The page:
Tuesday, October 31, 2006


David Cameron and the Tories argue that the different rights that we get once we turn 18/21, such as getting a driver's license, being able to drink alcohol, being able to vote, should be contingent on the accomplishment of a national service program (read: NSTP/ROTC). The basic point that they're trying to make is that these rights shouldn't be linked to an arbitrary age requirement but rather to some proof that there's a sense of social responsibility inherent in the young person in question. Then again, doing such a thing removes the whole unalienability of those rights in the first place. Could be quite an interesting debate.

Steven E. Landsburg explains how exactly the existence of Internet Pornography prevents the people most likely to commit rape to go out in the streets and rape someone. It essentially boils down to "Net access reduces rape because Net access makes it easy to find porn."

This would be especially useful in debates such as the one regarding fictional child pornography, or actually pornography in general.

Another thing the article explains is how violent movies reduce the incidents of violent crime.

Juan Cole talks about the idea being talked about in the US Congress about partitioning Iraq to three separate regions of Kurds, Sunnis, and Shiites. One side is arguing that such a move would be "balkanizing" the region. The other side is saying that that's exactly what Iraq needs, considering that the Balkans are pretty stable right now. Either way, the article sheds some light on an old debate.

Gary Kamiya argues that the US should apologize to the Iraqis. His basic point is, "When we smashed into their country, we in effect became their temporary guardians. We were responsible for their well-being. We needed to raise them, take care of them, until they could take care of themselves. And we failed them. This is a deeply shameful feeling."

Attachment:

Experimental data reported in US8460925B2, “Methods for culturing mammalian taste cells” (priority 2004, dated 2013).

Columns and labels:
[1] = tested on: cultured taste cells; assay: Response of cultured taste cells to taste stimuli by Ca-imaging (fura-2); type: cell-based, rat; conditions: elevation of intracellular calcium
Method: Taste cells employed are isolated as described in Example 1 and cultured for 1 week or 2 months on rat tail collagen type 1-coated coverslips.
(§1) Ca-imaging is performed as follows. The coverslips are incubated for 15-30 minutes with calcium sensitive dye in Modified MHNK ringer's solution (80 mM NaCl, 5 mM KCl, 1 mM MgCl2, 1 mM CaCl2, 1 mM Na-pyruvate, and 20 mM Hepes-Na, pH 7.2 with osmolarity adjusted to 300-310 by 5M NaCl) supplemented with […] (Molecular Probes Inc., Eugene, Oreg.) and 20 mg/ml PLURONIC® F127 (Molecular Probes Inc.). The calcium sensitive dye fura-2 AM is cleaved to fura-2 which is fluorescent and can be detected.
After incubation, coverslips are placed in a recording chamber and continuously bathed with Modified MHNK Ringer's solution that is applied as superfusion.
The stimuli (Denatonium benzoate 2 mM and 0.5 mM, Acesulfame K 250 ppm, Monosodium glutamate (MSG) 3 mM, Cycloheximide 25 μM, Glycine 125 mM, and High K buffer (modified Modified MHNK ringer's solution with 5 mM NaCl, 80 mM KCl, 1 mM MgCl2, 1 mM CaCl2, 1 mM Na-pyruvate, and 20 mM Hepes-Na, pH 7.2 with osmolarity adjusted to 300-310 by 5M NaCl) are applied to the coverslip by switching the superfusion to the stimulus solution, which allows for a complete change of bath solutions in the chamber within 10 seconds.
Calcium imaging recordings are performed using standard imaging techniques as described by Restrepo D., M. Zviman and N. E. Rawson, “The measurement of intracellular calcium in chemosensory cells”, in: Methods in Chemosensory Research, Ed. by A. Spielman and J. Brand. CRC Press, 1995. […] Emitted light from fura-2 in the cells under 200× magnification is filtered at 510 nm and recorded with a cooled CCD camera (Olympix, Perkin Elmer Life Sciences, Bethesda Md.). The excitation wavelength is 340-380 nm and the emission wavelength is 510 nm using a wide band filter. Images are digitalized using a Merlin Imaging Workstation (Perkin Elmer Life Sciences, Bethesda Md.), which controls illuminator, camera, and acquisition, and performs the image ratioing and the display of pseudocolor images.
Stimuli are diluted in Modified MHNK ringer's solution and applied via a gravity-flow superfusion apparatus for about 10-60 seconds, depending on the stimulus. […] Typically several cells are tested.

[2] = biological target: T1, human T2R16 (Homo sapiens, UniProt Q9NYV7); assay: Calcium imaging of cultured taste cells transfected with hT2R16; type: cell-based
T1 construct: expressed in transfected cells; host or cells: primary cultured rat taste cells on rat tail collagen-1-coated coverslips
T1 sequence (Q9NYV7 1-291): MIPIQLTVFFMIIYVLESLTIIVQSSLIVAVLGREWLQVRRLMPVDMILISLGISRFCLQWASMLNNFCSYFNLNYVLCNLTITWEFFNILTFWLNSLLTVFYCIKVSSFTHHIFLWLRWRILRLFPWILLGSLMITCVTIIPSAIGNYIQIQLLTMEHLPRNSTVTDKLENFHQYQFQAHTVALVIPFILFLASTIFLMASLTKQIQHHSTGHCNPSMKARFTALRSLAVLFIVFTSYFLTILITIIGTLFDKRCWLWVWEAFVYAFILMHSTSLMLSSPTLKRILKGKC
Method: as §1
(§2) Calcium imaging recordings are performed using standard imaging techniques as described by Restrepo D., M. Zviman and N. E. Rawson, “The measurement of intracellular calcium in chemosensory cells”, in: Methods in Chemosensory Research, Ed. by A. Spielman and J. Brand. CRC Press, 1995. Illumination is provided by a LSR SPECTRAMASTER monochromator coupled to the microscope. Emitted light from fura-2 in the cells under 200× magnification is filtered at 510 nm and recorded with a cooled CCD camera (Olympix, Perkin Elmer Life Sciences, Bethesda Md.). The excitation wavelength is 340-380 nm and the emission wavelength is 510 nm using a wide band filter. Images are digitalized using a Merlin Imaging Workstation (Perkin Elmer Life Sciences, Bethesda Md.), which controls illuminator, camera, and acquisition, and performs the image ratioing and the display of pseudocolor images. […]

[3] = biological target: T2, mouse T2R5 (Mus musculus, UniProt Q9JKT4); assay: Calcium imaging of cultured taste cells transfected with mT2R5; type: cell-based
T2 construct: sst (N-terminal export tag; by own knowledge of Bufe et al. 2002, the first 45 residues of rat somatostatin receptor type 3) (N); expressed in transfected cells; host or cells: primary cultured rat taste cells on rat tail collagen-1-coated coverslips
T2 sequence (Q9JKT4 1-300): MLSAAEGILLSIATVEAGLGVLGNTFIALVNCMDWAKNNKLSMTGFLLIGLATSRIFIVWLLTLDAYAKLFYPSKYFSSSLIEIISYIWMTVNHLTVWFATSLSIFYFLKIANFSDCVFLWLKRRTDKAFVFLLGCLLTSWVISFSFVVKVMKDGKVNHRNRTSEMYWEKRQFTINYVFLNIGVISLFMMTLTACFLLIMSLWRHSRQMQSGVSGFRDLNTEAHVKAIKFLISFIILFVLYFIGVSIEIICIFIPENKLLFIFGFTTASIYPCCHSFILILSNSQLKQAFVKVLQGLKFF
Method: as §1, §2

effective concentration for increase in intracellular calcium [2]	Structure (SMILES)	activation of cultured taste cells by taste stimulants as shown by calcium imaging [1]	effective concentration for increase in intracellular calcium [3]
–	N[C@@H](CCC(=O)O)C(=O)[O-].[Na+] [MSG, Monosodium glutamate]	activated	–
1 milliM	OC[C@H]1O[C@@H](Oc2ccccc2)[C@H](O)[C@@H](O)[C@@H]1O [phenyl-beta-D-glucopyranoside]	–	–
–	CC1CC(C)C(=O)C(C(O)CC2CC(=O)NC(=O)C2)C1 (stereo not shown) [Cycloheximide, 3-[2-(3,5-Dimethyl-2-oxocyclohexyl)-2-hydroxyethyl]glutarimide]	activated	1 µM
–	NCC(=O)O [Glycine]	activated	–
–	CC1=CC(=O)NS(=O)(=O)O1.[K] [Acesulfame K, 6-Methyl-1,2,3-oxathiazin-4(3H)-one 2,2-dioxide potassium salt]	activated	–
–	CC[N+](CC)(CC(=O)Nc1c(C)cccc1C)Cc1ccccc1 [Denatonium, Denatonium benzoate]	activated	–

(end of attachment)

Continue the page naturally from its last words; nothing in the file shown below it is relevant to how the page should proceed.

Then again, is a US apology really what Iraq needs right now, or is it just going to make things worse? Such an apology undoubtedly will accomplish one thing - alleviate the shame that's supposed to be in every American regarding Iraq. But what else would an apology do? Maybe embolden the fundamentalists. Maybe discredit the US as an international mediator. In any case, this is a pretty interesting debate in the long line of "compensation debates".

Bill O'Reilly vs. David Letterman

Most of the time (in fact almost 99% of the time), David Letterman isn't funny. His jokes are tired and forced, and his band leader is more annoying than Jar Jar Binks. Sometimes however, sometimes, he gets a guest over and THIS happens:

One thing you can say about Letterman, he doesn't just babysit the guests, especially when he has guests like Bill O'Reilly.

Watch the two clips. Watch how both sides debate with each other. From the start you can see O'Reilly trying to beat around the bush and avoid the issue of Iraq and the Bush Administration as best as he can. Each and every time though, Letterman forces him back onto the course. Then, a few ad hominems from both sides get thrown around, rinse and repeat.

What I find interesting about the interview is how Letterman tries to frame the Iraq issue initially in a way that's accomodating to O'Reilly's perspective - that is that the US basically pulled a 'Batman', they invaded Iraq because they wanted to stop something horrible that was already happening to them. Later on during the interview, he shifts from this perspective when he calls Bill O'Reilly on the original reasons for invading Iraq, which was the WMDs. He shifts back later on in the interview.